The Genuine Gaze of Anyone Girl (extracts from issue one)

Can you tell us a little about how your career lead you to Anyone Girl? 

I actually left high school early and moved out of home to train in contemporary dance at The New Zealand School of Dance. It was the most challenging thing I’ve ever done. I got a point where my body (and bank account) were hurting so I decided I should look for a second option. I always loved writing but it was always more of a personal thing for me, never something I shared. I was really lucky and found myself supported by people of influence, which led to me saying yes to every opportunity that came my way, working really hard and learning on the job. I started as a portfolio of my work for other online platforms and magazines, and started filling in the gaps with my own musings. More recently, I find myself applying similar disciplines and practices as dance (such as concept delivery, body language and impulse, internal monologue, timing and choreography) to my own current work.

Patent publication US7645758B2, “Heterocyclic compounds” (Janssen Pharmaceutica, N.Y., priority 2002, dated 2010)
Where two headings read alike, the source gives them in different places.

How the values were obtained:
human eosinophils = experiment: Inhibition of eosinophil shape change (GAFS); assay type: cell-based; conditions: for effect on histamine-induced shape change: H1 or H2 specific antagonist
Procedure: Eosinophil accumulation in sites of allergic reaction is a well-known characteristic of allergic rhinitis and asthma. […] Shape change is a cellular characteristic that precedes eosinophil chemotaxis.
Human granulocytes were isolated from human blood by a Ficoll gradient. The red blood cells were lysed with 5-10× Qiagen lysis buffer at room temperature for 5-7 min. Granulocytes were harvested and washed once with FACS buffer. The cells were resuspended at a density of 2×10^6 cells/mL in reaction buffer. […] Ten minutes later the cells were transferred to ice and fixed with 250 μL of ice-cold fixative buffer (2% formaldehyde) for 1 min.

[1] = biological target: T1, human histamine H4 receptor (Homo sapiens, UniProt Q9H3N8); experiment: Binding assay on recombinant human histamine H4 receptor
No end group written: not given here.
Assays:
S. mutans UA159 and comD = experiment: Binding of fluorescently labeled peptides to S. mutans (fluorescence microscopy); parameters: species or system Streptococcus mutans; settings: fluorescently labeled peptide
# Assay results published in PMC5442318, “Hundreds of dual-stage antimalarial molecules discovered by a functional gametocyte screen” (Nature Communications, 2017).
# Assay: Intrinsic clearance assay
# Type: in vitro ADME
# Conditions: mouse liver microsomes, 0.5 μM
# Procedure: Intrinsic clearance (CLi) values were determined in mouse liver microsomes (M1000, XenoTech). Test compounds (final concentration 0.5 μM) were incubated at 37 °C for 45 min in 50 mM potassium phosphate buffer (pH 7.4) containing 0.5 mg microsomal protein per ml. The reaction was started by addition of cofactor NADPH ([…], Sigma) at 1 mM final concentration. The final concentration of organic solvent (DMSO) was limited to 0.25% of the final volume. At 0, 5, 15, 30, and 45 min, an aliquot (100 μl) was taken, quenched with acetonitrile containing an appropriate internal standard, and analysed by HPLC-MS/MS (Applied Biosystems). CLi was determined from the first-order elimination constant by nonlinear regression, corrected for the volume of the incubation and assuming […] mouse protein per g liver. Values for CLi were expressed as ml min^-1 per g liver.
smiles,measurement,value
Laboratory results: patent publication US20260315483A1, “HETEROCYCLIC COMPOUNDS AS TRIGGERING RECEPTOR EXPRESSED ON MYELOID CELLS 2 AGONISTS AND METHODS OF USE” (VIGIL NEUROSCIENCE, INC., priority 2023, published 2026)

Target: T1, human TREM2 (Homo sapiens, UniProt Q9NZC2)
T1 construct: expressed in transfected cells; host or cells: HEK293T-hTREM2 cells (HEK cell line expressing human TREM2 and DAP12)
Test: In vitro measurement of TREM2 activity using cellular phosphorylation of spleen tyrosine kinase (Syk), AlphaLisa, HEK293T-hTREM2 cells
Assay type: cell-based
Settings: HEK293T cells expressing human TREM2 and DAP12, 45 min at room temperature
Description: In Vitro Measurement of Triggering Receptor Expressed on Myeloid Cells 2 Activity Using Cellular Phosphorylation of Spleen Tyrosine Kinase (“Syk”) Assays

Your gaze feels so genuine – do you feel a responsibility to honour women in a certain way?

Thank you! I always try to find a way of supporting the people I love and projects I believe in. It just so happens that a lot of them are women! There is also a deeper longing to encourage the women around me and make sure they know how talented and worthy they are. We need each other’s open support, and I am trying to be active in creating platforms for this to exist creatively. 

You are expecting your first child, is that effecting the way you connect with women and your own femininity? 

Yes, definitely! Mothers are masters, and I haven’t even begun to understand the entire meaning of that! It is one of the most selfless acts, and I am only at the very beginning of the experience. I’ve been lucky to have an enjoyable pregnancy so far, and am up for the challenge of trying to eat well, sleep well, and look after myself. It’s easier to do so when someone else is relying on you. I’ve found my mummy friends to be so generous with practical information, even when it comes from a very personal place. In one way or another, it still really does take a village to raise a child. 



interview & words Luana Holloway


beck marshall